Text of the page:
The Australian Square Kilometre Array Pathfinder is already making tremendous leaps forward. Within four days of being switched on, the radio telescope array detected its first fast radio burst, or FRB.
These radio signals are an unsolved space mystery. Not only extremely powerful, they last just milliseconds. It is rare that they repeat, which makes them very hard to predict or locate. Until the Australian Square Kilometre Array Pathfinder (ASKAP) started scouring the skies, only 23 had ever been found and most of those were identified in previously recorded data.
The radio telescope array discovered not only one FRB, but three, and it only used eight of its 36 dishes.
"With ASKAP we can find an FRB every couple of days, and that number will increase very quickly now that we've got our technology working," said Keith Bannister of Australia's Commonwealth Scientific and Industrial Research Organisation (CSIRO), who led the research.
The key to the discovery is a new type of radio telescope technology called the "phased array feed." Most telescopes only look at one area of the sky at a time. The phased array feed, with each camera made up of 188 receivers, allows the researchers (from CSIRO, Curtin University and the International Centre for Radio Astronomy Research) to look at 240 square degrees of the sky, pointing the dishes in different directions.
It's this wide field of view that gives the ASKAP (and eventually the Square Kilometre Array, a telescope slated for 2020 made of thousands of dishes) the edge on FRB detection.
Could we solve the mystery?
The applications are huge for astronomers around the world.
Firstly, there's the statistics of the FRB population, such as the ratio of bright signals to faint ones. This will help show whether the FRBs are nearby or if they're affected by the age of the universe.
Secondly, the team will add an extra mode to help pinpoint with greater accuracy where the FRBs originate, which could finally explain what causes them.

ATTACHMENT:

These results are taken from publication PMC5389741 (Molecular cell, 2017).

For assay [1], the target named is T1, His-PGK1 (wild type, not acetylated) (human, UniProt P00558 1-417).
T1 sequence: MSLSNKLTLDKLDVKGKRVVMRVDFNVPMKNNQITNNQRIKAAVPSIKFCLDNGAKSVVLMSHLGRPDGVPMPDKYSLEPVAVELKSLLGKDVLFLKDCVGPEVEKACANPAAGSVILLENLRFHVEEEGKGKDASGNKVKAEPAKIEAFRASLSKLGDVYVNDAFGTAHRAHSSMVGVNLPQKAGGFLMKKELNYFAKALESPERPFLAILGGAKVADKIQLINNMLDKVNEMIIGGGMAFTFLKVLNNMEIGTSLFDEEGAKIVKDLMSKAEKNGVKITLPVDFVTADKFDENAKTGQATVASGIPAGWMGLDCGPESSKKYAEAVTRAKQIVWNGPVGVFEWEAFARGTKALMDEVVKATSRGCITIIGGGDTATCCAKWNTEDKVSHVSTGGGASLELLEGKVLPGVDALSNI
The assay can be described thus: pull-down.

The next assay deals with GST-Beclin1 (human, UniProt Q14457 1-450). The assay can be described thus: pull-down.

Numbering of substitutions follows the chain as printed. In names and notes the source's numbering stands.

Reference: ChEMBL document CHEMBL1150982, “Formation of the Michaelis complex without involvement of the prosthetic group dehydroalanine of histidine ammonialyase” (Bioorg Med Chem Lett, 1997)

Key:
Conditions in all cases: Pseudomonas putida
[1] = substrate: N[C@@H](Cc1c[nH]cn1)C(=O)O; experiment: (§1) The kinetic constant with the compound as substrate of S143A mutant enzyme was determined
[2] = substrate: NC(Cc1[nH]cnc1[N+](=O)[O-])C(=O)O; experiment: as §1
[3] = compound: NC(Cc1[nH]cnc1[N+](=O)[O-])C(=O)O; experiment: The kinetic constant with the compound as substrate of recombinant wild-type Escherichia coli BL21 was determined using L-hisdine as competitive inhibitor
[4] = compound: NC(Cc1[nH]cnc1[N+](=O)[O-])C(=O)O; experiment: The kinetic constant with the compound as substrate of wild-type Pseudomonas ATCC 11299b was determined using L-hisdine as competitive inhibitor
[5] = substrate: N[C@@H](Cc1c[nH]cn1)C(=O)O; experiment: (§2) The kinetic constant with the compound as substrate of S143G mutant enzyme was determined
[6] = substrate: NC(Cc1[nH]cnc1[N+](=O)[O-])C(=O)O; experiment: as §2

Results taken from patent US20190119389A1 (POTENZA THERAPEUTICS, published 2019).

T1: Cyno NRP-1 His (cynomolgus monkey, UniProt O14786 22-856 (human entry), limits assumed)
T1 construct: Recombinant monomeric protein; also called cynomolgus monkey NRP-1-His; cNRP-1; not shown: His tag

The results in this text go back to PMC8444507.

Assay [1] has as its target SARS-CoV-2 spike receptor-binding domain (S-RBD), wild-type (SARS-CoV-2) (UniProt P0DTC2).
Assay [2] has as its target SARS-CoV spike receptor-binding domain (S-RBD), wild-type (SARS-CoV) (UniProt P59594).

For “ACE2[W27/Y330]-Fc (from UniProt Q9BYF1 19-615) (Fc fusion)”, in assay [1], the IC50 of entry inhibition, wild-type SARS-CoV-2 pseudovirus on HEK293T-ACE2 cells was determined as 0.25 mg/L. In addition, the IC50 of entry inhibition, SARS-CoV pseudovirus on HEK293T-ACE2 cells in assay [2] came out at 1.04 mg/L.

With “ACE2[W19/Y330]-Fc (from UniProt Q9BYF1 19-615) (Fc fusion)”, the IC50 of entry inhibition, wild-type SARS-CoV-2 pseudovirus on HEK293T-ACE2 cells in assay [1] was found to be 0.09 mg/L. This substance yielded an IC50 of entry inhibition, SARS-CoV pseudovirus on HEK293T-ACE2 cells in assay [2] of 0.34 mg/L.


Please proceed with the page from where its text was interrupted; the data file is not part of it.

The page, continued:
The problem right now, Bannister said, is there's no theory that explains what has been observed.
"To make a fast radio burst and to make it visible, because it's coming from such a long way away, it has to be really bright," he said. "So if it's coming from so far away, then the question is how does something make something so bright that can be seen from so far away?"
He has a few ideas.
"The things that we know of that generate similar sorts of emissions are, for example, pulsars and magnetars."
But he said pulsars and magnetars can't be detected in other galaxies. "And yet we detect FRBs that we think are in other galaxies," he said. "So we think it's probably not the pulsars or the magnetars that we see normally. But then if it's not that, then what is it?"
The finding of the first FRB, called FRB170107, was published Monday in the journal The Astrophysical Journal Letters. The other two at time of writing are yet to be published. But they, and many others, will be coming soon, Bannister hopes.
"This is just the beginning for ASKAP and there's going be a lot more coming out of the telescope in the next 12 months."
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